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The long history of puppetry.

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The long history of puppetry Prehistoric miniature stone figures have been excavated in many places. We can only guess what they may have been used for. Scholars try to attach cultural or mystical significance to these finds. Storytelling and play acting with dolls are invented spontaneously by children the world over. The making of miniature figures is basic to human nature. It is a fair guess that the main use is simply - entertainment. In the fifth century BC Herodotus writes about ancient figures operated by strings. Xenophon of Athens refers to a travelling Greek showman putting on a puppet show. These men did not discover something new, they were just early-published writers, and they wrote about what was happening. ...read more.


They also invented the slapstick, a stick that has two small paddles at the end of it or is divided at one or both ends to make a noise when it hits anything. This is where we get the term "slapstick comedy". Polichinelle was playing in France by 1630. Samuel Pepys was a civil servant who kept a diary. He wrote it for himself in his own private code but it was published after his death. It gives a fascinating personal view of 17th century England. In 1662 this diary records the first English mention of open-air puppet performances. Pepys writes that he watched the puppets a few times, once he stopped for a show in Hyde Park and it made him late for an appointment with the king. ...read more.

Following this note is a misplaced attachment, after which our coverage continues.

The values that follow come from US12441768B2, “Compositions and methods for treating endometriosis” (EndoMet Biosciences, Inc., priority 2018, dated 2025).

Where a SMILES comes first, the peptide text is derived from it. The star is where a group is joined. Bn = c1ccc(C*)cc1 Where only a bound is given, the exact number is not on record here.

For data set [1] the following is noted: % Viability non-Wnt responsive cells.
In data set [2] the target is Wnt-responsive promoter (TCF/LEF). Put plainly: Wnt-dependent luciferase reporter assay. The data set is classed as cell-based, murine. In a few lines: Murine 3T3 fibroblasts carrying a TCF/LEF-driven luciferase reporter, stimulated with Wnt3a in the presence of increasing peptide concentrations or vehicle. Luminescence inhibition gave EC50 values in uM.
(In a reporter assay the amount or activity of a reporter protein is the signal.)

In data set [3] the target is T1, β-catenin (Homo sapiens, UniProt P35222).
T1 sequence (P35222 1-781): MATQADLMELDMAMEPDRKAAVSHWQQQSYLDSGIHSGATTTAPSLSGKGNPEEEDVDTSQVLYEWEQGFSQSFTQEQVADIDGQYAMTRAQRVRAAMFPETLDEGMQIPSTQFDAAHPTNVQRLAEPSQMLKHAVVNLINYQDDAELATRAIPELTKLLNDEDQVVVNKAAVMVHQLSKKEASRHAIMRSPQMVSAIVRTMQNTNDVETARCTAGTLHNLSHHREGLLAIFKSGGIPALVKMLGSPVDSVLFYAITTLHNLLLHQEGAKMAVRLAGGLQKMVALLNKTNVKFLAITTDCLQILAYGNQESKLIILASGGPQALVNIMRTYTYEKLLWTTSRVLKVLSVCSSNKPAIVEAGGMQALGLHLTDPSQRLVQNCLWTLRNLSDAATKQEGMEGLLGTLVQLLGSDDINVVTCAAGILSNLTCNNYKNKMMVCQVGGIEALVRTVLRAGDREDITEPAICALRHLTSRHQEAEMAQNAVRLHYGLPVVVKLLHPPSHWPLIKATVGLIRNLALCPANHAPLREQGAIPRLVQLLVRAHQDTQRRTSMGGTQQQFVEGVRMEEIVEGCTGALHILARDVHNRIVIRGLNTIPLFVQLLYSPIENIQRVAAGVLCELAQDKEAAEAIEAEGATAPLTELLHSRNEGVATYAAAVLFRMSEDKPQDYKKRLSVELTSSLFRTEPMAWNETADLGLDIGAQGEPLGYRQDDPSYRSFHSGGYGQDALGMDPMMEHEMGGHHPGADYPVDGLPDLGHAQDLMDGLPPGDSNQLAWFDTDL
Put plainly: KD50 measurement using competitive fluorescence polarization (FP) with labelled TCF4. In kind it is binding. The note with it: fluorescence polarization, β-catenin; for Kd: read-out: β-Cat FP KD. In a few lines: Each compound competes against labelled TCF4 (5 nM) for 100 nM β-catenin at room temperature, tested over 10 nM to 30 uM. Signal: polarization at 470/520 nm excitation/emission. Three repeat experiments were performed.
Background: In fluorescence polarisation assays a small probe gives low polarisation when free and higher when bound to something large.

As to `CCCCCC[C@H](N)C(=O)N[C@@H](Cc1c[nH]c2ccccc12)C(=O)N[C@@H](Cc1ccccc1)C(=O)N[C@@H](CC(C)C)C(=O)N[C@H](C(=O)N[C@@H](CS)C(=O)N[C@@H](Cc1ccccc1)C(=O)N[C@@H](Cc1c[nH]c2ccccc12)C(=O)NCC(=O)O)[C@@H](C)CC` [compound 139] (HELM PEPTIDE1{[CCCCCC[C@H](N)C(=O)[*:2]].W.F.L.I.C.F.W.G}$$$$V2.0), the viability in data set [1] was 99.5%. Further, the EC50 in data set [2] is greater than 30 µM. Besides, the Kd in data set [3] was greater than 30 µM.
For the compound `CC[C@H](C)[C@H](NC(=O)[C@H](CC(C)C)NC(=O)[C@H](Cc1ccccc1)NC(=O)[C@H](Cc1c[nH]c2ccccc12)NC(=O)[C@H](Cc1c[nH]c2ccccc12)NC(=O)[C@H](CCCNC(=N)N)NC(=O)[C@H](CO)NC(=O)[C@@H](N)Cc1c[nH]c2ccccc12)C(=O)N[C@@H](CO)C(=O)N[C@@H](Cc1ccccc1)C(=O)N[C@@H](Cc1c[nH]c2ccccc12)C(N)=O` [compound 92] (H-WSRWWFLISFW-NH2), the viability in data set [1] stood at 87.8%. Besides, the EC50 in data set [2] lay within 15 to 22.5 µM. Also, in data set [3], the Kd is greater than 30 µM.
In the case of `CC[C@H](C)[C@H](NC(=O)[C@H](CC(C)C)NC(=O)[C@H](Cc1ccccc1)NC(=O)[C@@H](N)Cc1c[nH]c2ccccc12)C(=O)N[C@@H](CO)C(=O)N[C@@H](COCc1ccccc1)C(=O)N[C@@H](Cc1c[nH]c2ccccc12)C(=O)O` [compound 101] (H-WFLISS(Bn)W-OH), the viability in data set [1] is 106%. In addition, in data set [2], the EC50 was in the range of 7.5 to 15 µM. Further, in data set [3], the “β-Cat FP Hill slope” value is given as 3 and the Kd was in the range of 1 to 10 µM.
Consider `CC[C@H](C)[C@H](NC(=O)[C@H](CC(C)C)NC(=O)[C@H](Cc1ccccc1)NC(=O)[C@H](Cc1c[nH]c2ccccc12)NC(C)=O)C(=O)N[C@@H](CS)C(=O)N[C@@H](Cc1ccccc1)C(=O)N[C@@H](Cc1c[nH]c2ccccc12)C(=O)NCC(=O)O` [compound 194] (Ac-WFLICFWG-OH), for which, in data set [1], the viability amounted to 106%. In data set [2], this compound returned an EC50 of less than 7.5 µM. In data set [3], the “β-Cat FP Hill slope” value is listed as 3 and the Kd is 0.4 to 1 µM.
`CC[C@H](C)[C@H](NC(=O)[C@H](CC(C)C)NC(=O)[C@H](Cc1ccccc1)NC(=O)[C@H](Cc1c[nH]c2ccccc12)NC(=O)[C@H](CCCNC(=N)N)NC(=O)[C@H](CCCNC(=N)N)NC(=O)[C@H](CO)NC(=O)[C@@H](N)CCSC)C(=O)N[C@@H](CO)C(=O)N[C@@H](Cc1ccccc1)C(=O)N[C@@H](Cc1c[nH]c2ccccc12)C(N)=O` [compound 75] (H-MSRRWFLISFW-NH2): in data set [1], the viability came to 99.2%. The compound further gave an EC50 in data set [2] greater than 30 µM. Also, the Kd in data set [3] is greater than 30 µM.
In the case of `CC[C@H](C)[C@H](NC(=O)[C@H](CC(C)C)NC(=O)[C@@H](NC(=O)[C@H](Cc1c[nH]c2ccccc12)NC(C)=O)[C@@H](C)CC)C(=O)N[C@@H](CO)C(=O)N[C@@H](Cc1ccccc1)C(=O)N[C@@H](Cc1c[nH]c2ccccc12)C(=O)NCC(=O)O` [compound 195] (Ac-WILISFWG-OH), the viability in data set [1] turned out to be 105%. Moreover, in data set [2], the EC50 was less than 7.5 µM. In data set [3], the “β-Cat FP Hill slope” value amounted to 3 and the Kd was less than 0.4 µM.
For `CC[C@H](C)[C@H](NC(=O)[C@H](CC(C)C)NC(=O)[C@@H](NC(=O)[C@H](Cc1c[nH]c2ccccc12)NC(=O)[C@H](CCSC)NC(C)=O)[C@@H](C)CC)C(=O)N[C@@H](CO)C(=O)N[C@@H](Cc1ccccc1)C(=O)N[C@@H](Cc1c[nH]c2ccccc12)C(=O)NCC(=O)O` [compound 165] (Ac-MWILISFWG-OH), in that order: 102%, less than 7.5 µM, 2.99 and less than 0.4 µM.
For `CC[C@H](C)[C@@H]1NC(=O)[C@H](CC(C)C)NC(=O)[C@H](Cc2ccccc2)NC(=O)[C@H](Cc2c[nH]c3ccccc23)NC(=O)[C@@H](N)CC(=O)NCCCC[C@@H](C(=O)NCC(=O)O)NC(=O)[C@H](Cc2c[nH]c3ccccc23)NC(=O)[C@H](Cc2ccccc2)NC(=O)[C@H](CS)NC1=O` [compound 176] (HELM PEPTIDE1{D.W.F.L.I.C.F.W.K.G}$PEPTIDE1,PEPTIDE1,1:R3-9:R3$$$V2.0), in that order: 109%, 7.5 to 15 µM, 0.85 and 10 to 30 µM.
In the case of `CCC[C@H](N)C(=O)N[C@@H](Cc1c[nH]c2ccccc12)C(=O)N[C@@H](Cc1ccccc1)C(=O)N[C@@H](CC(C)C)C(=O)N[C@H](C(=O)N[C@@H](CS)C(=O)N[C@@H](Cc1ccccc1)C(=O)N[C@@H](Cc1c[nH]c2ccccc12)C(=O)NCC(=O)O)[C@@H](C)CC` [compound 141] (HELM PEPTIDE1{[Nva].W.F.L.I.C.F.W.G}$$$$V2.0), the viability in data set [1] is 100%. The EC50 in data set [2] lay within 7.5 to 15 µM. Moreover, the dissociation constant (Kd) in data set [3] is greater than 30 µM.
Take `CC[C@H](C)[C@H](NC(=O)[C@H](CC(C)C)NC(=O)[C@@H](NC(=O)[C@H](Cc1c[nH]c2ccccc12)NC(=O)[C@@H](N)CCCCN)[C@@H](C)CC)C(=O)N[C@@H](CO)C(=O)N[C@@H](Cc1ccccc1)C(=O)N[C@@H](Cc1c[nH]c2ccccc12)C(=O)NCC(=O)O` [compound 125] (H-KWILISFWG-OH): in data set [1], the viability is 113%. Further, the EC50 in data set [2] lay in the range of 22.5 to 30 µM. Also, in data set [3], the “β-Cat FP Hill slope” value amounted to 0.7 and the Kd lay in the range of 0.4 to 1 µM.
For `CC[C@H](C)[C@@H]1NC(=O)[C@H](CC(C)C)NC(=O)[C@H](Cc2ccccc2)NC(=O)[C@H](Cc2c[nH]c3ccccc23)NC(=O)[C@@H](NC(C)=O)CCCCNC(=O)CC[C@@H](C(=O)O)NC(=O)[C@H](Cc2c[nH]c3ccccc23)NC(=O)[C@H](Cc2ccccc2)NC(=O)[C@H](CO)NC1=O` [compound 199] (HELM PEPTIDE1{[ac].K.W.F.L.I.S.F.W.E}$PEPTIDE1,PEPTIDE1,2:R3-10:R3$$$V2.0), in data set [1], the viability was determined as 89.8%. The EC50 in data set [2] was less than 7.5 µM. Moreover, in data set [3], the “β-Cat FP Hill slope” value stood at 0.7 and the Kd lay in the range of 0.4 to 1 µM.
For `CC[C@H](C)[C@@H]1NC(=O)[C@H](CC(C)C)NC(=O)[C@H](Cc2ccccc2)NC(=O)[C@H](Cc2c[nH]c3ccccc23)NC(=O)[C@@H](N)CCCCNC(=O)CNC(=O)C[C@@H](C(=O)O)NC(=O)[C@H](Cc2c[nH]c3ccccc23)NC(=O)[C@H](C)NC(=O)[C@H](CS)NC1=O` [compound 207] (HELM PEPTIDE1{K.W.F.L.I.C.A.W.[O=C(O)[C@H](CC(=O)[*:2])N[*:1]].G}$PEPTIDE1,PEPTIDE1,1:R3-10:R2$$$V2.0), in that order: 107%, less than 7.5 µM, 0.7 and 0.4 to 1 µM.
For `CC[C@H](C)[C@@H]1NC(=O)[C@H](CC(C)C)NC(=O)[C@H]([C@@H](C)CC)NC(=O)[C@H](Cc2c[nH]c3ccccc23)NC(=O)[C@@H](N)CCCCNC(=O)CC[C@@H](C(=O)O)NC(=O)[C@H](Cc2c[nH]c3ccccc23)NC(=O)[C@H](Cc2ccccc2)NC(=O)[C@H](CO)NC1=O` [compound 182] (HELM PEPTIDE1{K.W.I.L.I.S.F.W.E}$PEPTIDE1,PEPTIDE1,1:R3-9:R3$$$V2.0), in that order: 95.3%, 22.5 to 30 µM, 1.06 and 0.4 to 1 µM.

Cruikshank and publisher John Payne Collier hired an Italian performer, Signor Piccini, to put on a private show in the King's Arms, a tavern in Drury Lane, London. The show was stopped frequently so that Cruikshank could make drawings and Collier could record the dialogue. Both of these illustrations are by Cruikshank. Piccini may or may not have been an Italian. Then, as now, entertainers sometimes invented exotic names and backgrounds for themselves. He was a great puppeteer. He could have one of his puppets take off his hat with one hand, throw it to the other hand, and put it back on his head. Punch and Judy proliferated in the 19th and early 20th centuries. Shows were seen everywhere and some of the performers became prosperous. ...read more.

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